Of course I can’t lend money that I don’t have, but just because I have money doesn’t mean I can (or should) lend it.

Years ago, a friend of hers asked for a $4,000 bridging loan for her business. I was confident in her intent and ability to repay immediately, but at the time, that amount included most of my liquid money. I would have been in an awkward position if I suddenly needed money – as if I were I lost my job Or I had to replace my car. As much as I wanted to help, and even though the loan was short term, I didn’t think exposing myself to these risks was wise.

This experience helped me formulate a rule of thumb for myself: If lending someone could put my money at risk, I don’t.

If I expect repayment, how likely are I to get it?

I’m not a bank, so I don’t scrutinize personal loan applications as thoroughly as a mortgage application underwriter does. But I’m also not a charity, so when I lend money, I should at least consider the possibility of default.

Unlike financial institutions, I put more credit in social credit than I do in quantifiable criteria such as assets and repayment history. Social pressure can be just as compelling as a written contract, which makes me more confident in getting reimbursed by the people in my circle. I will lend money to my close friends and family without a second thought, but this circle also extends to a larger community.

Case in point: I once covered a few hundred dollars for an acquaintance’s expenses on a road trip on the understanding that he would have paid me when we got home. Collecting that debt turned out to be a challenge, but in the end, staying on good terms with me and our mutual friends was more valuable to him than money. Otherwise, I doubt I would have seen a cent of what I owed.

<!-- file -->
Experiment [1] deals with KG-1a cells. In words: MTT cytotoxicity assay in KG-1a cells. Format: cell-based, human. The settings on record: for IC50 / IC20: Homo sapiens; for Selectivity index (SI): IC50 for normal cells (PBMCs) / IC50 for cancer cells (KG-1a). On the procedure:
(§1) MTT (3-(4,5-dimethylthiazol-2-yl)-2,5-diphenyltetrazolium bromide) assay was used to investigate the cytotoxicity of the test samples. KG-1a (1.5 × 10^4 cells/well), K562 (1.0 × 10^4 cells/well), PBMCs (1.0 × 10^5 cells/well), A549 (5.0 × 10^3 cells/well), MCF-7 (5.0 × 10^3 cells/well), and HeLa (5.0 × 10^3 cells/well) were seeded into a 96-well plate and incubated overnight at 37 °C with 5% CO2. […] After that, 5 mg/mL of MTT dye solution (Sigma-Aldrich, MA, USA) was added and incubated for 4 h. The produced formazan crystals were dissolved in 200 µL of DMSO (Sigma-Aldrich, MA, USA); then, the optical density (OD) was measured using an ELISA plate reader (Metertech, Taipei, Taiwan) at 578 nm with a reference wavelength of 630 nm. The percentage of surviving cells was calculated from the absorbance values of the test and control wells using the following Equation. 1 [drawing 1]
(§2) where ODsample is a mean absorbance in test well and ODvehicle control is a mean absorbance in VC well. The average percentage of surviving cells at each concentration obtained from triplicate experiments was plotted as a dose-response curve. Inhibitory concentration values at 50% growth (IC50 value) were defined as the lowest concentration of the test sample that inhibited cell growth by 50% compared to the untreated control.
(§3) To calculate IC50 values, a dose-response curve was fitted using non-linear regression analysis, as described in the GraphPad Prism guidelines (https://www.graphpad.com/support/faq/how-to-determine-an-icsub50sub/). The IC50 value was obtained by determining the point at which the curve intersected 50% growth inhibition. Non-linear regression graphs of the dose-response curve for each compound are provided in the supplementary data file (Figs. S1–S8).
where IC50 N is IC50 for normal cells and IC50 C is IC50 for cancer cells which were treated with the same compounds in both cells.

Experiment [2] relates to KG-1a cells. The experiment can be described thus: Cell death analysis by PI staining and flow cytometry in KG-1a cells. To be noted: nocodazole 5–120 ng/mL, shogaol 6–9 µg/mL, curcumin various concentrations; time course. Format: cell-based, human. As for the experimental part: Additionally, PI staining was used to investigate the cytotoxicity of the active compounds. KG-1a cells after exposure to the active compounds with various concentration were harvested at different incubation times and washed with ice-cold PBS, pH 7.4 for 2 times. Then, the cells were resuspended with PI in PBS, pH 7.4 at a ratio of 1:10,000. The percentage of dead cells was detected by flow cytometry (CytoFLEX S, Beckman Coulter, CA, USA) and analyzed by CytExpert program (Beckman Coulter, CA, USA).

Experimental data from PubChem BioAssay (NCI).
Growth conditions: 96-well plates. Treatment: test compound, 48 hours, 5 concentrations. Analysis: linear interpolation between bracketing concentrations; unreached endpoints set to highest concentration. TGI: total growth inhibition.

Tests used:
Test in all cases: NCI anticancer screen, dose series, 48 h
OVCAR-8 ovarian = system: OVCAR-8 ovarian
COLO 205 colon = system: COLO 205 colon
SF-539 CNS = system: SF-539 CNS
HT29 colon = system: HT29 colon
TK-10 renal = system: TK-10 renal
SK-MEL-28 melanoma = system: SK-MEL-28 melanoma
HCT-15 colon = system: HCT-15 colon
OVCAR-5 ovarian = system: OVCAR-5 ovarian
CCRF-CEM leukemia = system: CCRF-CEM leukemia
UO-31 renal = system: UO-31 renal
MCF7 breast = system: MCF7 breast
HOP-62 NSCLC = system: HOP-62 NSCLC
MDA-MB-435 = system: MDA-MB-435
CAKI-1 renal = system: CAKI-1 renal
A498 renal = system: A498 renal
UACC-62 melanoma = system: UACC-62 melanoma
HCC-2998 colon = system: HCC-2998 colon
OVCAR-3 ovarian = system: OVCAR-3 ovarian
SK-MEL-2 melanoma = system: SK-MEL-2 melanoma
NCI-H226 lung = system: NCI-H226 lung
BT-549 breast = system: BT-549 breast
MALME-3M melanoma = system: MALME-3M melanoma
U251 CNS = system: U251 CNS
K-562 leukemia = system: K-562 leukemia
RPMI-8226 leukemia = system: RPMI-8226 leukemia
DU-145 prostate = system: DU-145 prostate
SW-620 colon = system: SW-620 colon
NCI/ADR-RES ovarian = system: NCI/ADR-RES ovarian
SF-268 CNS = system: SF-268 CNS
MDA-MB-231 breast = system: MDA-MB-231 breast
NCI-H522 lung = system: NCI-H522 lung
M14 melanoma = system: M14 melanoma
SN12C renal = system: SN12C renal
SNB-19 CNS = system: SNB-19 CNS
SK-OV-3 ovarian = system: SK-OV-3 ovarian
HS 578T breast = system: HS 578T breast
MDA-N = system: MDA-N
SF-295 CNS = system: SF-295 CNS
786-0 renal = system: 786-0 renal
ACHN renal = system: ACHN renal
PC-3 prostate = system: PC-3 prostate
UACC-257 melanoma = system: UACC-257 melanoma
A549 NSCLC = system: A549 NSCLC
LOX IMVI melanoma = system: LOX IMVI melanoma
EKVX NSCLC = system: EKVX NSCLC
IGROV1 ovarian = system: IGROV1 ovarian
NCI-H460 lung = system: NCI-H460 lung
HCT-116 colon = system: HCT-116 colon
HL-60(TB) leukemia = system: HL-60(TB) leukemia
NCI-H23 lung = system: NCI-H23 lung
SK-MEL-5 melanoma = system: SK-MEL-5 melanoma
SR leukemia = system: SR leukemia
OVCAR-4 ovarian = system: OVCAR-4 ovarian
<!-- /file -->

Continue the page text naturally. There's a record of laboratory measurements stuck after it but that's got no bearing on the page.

What happens if you no Get paid?

One of the common things about lending is that you should never let someone borrow more than you would like to lose. I agree with that sentiment, but my concerns about the loss aren’t just financial. Unstable debt can be a source of contention even in strong relationships, and I hate my financial support to generate tension, resentment, or alienation from someone I care about.

A close friend of mine recently had to Pay a large medical bill Out of pocket, and you don’t have cash on hand to cover the entire amount. He was a bit embarrassed to ask his family for help, so he asked if I’d loan him the remaining balance instead. Again, I knew he intended to refund my money, but I asked myself what would happen if he couldn’t? Will I feel good about suspending or forgiving debts for the sake of our friendship? I decided I would, and while reimbursement never became an issue, I was glad I thought about it.